The Frank Lloyd Wright Marden House

Frank Lloyd Wright designed the Marden House in 1952 for Luis Marden, an acclaimed National Geographic photographer, and his wife Ethel. The Marden House is made of cinder blocks and features a magnificent view of the river valley facilitated by 80 feet floor to ceiling windows.

marden house - frank lloyd wrightfrank lloyd wright - marden house - outside

When the Mardens left the house, the property became available on the market but also needed an heavy restoration: due to its highly desirable site and precarious status, it was at risk to be acquired by someone who wanted to tear it down.

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And while concrete was still used for the floor, it too is polished in a lovely, rich, earthy texture. Taken with the stone workings, the shell is already quite beautiful, but it is also filled with some rather nice, simple pieces of furniture, especially the several Danish modern cabinets that appear in the corners of the living area.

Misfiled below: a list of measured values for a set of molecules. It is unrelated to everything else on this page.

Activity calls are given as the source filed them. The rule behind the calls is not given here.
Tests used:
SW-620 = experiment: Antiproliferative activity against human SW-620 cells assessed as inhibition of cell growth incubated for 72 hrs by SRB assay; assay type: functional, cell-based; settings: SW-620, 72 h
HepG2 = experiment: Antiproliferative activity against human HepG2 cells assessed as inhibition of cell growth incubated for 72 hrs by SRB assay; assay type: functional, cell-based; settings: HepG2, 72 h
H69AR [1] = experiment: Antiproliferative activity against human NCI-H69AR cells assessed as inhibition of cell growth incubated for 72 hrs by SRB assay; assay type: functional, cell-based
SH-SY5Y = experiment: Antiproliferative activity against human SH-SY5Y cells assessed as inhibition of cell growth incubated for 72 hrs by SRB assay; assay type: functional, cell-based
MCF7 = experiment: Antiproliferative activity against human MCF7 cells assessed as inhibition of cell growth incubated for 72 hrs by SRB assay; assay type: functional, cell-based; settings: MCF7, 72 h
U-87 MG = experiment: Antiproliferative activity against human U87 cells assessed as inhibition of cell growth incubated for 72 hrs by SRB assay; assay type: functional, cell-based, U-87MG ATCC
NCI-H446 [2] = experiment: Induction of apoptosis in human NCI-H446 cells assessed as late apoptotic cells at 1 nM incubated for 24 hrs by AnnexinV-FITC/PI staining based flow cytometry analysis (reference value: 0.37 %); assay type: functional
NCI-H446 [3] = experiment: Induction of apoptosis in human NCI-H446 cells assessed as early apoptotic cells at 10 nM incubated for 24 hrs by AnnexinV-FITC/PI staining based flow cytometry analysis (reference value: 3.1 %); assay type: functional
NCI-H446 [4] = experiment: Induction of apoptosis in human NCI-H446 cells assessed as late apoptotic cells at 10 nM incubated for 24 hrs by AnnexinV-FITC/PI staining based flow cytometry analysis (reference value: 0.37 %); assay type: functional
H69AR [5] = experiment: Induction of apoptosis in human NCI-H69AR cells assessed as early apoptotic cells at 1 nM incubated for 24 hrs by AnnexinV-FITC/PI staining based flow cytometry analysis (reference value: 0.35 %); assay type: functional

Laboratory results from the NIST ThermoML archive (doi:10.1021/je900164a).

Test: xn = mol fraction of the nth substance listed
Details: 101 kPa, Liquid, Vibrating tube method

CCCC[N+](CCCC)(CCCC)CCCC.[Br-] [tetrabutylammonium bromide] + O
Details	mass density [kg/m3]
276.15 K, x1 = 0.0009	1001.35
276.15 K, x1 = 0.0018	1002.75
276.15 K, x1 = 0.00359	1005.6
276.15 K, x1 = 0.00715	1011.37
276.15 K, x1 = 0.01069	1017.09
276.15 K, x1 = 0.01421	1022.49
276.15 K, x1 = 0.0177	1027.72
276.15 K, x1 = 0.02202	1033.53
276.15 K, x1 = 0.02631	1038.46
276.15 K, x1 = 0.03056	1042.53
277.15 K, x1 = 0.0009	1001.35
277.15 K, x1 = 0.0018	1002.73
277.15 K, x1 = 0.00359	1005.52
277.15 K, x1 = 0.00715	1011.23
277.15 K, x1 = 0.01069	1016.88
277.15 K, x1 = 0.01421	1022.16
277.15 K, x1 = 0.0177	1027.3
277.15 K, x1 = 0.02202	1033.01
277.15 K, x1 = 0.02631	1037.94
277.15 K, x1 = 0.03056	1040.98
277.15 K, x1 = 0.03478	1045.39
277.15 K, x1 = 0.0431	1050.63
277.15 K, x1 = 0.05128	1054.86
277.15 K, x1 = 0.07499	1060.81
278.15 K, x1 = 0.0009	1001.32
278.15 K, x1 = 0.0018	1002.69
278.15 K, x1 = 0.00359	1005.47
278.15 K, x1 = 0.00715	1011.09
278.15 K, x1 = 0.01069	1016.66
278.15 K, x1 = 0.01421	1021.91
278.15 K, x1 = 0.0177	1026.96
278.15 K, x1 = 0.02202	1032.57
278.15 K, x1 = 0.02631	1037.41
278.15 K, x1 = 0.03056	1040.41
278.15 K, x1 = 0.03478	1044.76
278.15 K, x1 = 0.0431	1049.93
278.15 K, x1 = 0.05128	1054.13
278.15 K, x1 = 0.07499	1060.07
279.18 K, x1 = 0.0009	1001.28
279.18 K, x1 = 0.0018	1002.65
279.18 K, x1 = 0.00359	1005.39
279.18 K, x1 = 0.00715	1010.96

Thankfully, the former Mardens neighbor and philanthropist, James V. Kimsey, bought it in 2000. He had built a luxurious and excessive house for himself shortly before buying the Frank Lloyd Wright Marden House, so he wasn’t interested in living in the small property.

He actually planned to make few alterations and using it as guest and parties house. However, he decided to listen to some people who told him not to as it wouldn’t have been respectful of Frank Lloyd Wright’s architectural legacy.

marden house - frank lloyd wrightmarden house - frank lloyd wright - view

Other professionals specialized in historic houses repair and furnishings were brought into the project. Architect Richard Williams worked on restoring the lighting and designed a new dining table, Robin Rose -a 20th century art and furniture dealer- found appropriate Modernist pieces and Daniel Donnelly –a furniture designer- created a post-war inspired sofa.

The overall renovation was definitely a homage to Frank Lloyd Wright and his architectural legacy, thank you Mr. Kimsey!

Eichler house in San Mateo Highlands - Klopf architecture - living room

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Photos via NyTimes

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